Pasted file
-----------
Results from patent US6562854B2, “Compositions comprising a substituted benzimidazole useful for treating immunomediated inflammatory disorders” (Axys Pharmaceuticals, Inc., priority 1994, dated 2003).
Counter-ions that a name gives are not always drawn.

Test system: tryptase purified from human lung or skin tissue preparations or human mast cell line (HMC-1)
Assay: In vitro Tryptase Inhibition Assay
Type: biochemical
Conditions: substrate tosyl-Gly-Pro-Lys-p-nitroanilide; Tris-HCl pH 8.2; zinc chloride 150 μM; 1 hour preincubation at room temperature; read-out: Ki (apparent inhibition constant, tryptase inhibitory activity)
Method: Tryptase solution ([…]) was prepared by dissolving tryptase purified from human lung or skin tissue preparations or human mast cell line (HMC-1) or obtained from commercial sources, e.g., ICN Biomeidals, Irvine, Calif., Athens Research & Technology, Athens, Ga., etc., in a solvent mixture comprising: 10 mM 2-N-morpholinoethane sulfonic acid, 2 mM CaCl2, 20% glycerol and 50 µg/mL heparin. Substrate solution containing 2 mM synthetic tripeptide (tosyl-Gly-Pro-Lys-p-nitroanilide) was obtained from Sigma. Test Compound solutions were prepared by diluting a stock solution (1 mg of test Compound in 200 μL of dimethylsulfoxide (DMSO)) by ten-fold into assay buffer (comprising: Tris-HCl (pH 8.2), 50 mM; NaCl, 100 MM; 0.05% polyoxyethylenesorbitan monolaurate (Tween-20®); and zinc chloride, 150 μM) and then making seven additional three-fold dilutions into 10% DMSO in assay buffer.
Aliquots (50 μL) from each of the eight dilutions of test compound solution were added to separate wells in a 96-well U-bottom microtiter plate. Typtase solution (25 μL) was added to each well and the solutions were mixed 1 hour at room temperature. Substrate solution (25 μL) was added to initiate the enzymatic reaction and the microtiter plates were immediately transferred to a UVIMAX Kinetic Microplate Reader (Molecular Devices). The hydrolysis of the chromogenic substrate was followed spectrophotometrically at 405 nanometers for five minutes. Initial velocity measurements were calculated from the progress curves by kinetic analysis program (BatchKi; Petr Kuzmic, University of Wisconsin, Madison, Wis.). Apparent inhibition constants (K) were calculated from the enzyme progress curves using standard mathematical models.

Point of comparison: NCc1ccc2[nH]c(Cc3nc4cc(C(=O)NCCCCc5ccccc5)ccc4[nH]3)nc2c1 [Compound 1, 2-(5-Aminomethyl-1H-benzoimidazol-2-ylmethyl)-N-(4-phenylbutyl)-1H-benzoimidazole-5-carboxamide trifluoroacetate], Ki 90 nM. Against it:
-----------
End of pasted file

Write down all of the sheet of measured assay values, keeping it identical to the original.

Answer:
Results from patent US6562854B2, “Compositions comprising a substituted benzimidazole useful for treating immunomediated inflammatory disorders” (Axys Pharmaceuticals, Inc., priority 1994, dated 2003).
Counter-ions that a name gives are not always drawn.

Test system: tryptase purified from human lung or skin tissue preparations or human mast cell line (HMC-1)
Assay: In vitro Tryptase Inhibition Assay
Type: biochemical
Conditions: substrate tosyl-Gly-Pro-Lys-p-nitroanilide; Tris-HCl pH 8.2; zinc chloride 150 μM; 1 hour preincubation at room temperature; read-out: Ki (apparent inhibition constant, tryptase inhibitory activity)
Method: Tryptase solution ([…]) was prepared by dissolving tryptase purified from human lung or skin tissue preparations or human mast cell line (HMC-1) or obtained from commercial sources, e.g., ICN Biomeidals, Irvine, Calif., Athens Research & Technology, Athens, Ga., etc., in a solvent mixture comprising: 10 mM 2-N-morpholinoethane sulfonic acid, 2 mM CaCl2, 20% glycerol and 50 µg/mL heparin. Substrate solution containing 2 mM synthetic tripeptide (tosyl-Gly-Pro-Lys-p-nitroanilide) was obtained from Sigma. Test Compound solutions were prepared by diluting a stock solution (1 mg of test Compound in 200 μL of dimethylsulfoxide (DMSO)) by ten-fold into assay buffer (comprising: Tris-HCl (pH 8.2), 50 mM; NaCl, 100 MM; 0.05% polyoxyethylenesorbitan monolaurate (Tween-20®); and zinc chloride, 150 μM) and then making seven additional three-fold dilutions into 10% DMSO in assay buffer.
Aliquots (50 μL) from each of the eight dilutions of test compound solution were added to separate wells in a 96-well U-bottom microtiter plate. Typtase solution (25 μL) was added to each well and the solutions were mixed 1 hour at room temperature. Substrate solution (25 μL) was added to initiate the enzymatic reaction and the microtiter plates were immediately transferred to a UVIMAX Kinetic Microplate Reader (Molecular Devices). The hydrolysis of the chromogenic substrate was followed spectrophotometrically at 405 nanometers for five minutes. Initial velocity measurements were calculated from the progress curves by kinetic analysis program (BatchKi; Petr Kuzmic, University of Wisconsin, Madison, Wis.). Apparent inhibition constants (K) were calculated from the enzyme progress curves using standard mathematical models.

Point of comparison: NCc1ccc2[nH]c(Cc3nc4cc(C(=O)NCCCCc5ccccc5)ccc4[nH]3)nc2c1 [Compound 1, 2-(5-Aminomethyl-1H-benzoimidazol-2-ylmethyl)-N-(4-phenylbutyl)-1H-benzoimidazole-5-carboxamide trifluoroacetate], Ki 90 nM. Against it: